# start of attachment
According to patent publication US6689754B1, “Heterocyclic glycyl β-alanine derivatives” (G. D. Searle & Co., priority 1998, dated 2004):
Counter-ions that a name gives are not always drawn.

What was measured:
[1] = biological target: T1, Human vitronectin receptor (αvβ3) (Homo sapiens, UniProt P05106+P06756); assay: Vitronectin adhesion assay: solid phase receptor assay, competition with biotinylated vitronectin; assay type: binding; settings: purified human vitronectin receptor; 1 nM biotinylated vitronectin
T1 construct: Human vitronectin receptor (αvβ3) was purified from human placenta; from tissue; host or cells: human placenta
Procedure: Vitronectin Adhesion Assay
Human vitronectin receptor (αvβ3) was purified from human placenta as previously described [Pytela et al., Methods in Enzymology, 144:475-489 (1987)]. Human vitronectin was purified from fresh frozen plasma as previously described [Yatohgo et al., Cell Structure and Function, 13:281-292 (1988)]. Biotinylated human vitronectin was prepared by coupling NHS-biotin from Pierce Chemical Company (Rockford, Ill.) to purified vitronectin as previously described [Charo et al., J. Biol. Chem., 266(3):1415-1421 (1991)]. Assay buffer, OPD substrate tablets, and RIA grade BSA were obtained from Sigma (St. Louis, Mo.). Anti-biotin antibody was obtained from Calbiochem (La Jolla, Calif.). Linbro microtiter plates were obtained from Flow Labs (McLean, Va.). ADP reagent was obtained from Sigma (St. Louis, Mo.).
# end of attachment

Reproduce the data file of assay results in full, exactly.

According to patent publication US6689754B1, “Heterocyclic glycyl β-alanine derivatives” (G. D. Searle & Co., priority 1998, dated 2004):
Counter-ions that a name gives are not always drawn.

What was measured:
[1] = biological target: T1, Human vitronectin receptor (αvβ3) (Homo sapiens, UniProt P05106+P06756); assay: Vitronectin adhesion assay: solid phase receptor assay, competition with biotinylated vitronectin; assay type: binding; settings: purified human vitronectin receptor; 1 nM biotinylated vitronectin
T1 construct: Human vitronectin receptor (αvβ3) was purified from human placenta; from tissue; host or cells: human placenta
Procedure: Vitronectin Adhesion Assay
Human vitronectin receptor (αvβ3) was purified from human placenta as previously described [Pytela et al., Methods in Enzymology, 144:475-489 (1987)]. Human vitronectin was purified from fresh frozen plasma as previously described [Yatohgo et al., Cell Structure and Function, 13:281-292 (1988)]. Biotinylated human vitronectin was prepared by coupling NHS-biotin from Pierce Chemical Company (Rockford, Ill.) to purified vitronectin as previously described [Charo et al., J. Biol. Chem., 266(3):1415-1421 (1991)]. Assay buffer, OPD substrate tablets, and RIA grade BSA were obtained from Sigma (St. Louis, Mo.). Anti-biotin antibody was obtained from Calbiochem (La Jolla, Calif.). Linbro microtiter plates were obtained from Flow Labs (McLean, Va.). ADP reagent was obtained from Sigma (St. Louis, Mo.).